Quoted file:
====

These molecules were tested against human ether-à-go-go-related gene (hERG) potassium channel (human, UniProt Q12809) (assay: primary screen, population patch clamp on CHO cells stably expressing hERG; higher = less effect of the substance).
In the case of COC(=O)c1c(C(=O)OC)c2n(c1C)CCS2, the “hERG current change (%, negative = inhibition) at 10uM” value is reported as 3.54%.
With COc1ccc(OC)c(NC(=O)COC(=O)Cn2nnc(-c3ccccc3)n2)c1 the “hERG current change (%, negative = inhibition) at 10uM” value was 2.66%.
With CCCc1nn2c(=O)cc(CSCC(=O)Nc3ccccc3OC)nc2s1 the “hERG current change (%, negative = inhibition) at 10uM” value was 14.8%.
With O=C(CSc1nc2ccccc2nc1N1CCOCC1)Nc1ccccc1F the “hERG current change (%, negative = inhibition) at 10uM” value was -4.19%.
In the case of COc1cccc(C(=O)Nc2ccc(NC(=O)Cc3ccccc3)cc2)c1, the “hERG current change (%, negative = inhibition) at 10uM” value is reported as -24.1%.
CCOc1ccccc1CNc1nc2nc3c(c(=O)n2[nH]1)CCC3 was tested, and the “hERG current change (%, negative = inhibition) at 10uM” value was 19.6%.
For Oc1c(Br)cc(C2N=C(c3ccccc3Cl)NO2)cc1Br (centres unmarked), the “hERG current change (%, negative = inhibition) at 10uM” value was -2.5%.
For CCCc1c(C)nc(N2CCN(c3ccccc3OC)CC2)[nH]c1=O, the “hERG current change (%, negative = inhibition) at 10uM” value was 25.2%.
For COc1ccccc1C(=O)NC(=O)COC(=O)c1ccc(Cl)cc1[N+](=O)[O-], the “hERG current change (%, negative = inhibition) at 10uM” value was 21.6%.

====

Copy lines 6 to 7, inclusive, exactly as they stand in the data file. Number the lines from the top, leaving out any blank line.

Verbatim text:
In the case of COc1cccc(C(=O)Nc2ccc(NC(=O)Cc3ccccc3)cc2)c1, the “hERG current change (%, negative = inhibition) at 10uM” value is reported as -24.1%.
CCOc1ccccc1CNc1nc2nc3c(c(=O)n2[nH]1)CCC3 was tested, and the “hERG current change (%, negative = inhibition) at 10uM” value was 19.6%.